I recently spent some time cleaning up a deployment process which so far consisted pretty much of manually running a big shell script to prepare the code base and then rsync the files to a staging environment. Any database changes had to be run manually and there used to be no test suite. Because some of these process-related issues have been improved since (we have unit and functional tests now and use database migrations), it seemed like a good time to also get rid off the shell script.
Since this project has already been using GitLab-CI to run the test suite, letting it handle deployments too turned out very simple.
Depending on your environments you will have to set up SSH keys for this to work so that your user on the remote server has access to your GitLab repository. Simply add the public key to your repository’s deploy keys. Also, since you will be opening a SSH connection from the GitLab-runner, the user on the runner also needs access to your remote environment.
I’m not using Docker for this particular project yet but if you do, you will want to add a GitLab environment variable with your key and let your container use that.
This is a simplified version of what I ended up with. It will run the test suite and - as long as it passes - run
deploy_staging if it’s the
master branch, by opening a SSH connection from your runner to the remote machine, pulling your code and running any necessary jobs to handle dependencies or database migrations.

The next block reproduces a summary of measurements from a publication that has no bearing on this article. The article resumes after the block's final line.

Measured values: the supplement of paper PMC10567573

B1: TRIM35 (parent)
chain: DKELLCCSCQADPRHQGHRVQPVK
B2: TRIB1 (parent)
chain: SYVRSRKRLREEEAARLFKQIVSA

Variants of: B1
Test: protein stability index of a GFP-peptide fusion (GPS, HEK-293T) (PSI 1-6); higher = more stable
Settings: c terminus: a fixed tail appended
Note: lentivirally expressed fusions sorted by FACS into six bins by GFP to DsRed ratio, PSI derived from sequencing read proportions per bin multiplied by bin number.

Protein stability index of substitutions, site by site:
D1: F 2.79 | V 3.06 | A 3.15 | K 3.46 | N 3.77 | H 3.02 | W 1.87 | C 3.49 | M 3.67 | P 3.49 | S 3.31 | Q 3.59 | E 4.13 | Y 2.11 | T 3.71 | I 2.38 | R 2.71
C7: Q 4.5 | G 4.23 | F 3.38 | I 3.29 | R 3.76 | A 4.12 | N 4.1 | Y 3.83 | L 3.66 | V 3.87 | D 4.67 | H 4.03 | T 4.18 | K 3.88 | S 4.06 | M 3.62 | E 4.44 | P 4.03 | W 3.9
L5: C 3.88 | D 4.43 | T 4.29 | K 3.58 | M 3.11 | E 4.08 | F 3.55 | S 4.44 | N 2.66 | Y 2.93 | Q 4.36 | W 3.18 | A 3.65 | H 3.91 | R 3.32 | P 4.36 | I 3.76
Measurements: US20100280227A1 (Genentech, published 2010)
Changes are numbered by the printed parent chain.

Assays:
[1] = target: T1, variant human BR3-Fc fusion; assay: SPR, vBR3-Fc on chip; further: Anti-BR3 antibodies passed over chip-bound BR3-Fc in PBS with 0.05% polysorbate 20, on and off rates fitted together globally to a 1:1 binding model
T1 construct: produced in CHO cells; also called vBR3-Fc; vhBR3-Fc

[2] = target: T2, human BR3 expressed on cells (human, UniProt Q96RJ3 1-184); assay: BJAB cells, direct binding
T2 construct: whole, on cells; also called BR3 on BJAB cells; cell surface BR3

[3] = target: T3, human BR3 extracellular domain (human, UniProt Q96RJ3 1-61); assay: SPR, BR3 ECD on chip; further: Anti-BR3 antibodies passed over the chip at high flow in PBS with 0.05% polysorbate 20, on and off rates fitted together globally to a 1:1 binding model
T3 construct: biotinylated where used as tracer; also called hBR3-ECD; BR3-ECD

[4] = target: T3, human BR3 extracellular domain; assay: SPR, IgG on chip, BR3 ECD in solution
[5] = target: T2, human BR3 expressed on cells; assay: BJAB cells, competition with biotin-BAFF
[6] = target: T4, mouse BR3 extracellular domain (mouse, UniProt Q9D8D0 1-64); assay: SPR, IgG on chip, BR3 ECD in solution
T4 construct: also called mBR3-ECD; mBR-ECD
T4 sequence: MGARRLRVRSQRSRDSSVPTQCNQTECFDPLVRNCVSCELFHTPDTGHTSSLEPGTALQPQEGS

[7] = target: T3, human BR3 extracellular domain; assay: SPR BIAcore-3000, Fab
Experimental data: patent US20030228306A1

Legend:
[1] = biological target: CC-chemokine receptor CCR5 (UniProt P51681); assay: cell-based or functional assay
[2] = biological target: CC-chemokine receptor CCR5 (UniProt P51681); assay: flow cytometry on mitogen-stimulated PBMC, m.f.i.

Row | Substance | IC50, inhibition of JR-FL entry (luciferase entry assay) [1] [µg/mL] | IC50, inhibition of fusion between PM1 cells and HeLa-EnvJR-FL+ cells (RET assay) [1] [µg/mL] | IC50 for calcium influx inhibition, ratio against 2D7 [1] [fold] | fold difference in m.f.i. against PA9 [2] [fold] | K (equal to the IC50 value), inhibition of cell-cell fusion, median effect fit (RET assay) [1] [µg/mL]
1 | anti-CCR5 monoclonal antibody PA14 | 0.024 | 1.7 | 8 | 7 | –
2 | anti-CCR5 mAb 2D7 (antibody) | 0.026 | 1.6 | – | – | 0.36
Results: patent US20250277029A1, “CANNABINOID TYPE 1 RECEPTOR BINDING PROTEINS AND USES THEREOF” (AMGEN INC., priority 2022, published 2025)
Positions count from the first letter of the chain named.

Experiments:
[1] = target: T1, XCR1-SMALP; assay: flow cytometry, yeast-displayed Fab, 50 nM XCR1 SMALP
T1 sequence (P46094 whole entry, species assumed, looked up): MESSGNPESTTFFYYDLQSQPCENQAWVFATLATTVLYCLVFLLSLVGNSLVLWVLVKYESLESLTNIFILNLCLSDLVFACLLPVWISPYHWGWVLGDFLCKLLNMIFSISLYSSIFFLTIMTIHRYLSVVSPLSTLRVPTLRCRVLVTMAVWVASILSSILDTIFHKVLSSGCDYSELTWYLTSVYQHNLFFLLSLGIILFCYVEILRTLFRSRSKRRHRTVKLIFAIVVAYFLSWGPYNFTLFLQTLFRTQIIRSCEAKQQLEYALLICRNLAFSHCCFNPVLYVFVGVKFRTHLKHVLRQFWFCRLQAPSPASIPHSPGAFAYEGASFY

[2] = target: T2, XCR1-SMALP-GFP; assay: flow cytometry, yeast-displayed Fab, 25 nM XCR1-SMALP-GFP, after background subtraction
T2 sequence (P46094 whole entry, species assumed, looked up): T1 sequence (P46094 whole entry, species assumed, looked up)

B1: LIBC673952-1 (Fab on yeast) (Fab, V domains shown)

stages: - test - staging test: stage: test script: - bin/phpunit --verbose --debug deploy_staging: stage: staging script: - ssh firstname.lastname@example.org "cd /srv/www/staging.example.com && git checkout master && git pull origin master && composer install -n && bin/console doctrine:migrations:migrate --no-interaction " environment: staging only: - master
Using this short GitLab config file we’re able to do what we previously used a 100-line Shell script for, and it even offers you a log and an easy way to roll-back right from the GitLab UI.
Note that for rollbacks to work this way, you can change the script part to look like the following. This will always check out the code at the commit the build is targetting, so you can switch back and forth using deploy, rollback and re-deploy.
deploy_staging: stage: staging script: - ssh email@example.com "cd /srv/www/staging.example.com && git checkout master && git fetch && git checkout $CI_COMMIT_SHA && composer install -n && bin/console doctrine:migrations:migrate --no-interaction " environment: staging only: - master